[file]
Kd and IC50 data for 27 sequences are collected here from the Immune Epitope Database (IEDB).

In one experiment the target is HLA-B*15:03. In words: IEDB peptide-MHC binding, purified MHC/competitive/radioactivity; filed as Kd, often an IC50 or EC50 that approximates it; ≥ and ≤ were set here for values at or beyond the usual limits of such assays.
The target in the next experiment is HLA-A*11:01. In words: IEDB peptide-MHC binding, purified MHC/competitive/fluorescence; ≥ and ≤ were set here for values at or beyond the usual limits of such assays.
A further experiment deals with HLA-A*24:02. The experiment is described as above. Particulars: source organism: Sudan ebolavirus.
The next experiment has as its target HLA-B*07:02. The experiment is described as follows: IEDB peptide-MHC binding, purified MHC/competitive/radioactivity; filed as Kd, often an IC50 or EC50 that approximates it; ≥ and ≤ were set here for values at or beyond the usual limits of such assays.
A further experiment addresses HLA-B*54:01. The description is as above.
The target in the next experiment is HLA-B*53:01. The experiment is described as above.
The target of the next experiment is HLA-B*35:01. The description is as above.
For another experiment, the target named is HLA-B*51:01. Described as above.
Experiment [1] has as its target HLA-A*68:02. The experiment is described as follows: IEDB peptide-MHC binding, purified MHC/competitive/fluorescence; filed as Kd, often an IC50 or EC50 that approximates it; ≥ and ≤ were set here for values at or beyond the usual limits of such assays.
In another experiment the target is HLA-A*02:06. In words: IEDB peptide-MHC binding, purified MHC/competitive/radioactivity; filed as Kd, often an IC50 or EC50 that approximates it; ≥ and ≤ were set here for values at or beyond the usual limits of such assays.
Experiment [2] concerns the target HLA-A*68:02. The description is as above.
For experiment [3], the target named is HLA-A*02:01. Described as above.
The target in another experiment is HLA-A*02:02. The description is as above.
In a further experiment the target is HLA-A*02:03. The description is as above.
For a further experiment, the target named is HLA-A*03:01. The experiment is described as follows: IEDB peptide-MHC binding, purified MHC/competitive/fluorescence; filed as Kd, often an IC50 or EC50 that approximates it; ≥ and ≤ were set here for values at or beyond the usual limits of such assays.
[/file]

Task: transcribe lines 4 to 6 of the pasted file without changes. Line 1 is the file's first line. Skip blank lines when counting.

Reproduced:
A further experiment deals with HLA-A*24:02. The experiment is described as above. Particulars: source organism: Sudan ebolavirus.
The next experiment has as its target HLA-B*07:02. The experiment is described as follows: IEDB peptide-MHC binding, purified MHC/competitive/radioactivity; filed as Kd, often an IC50 or EC50 that approximates it; ≥ and ≤ were set here for values at or beyond the usual limits of such assays.
A further experiment addresses HLA-B*54:01. The description is as above.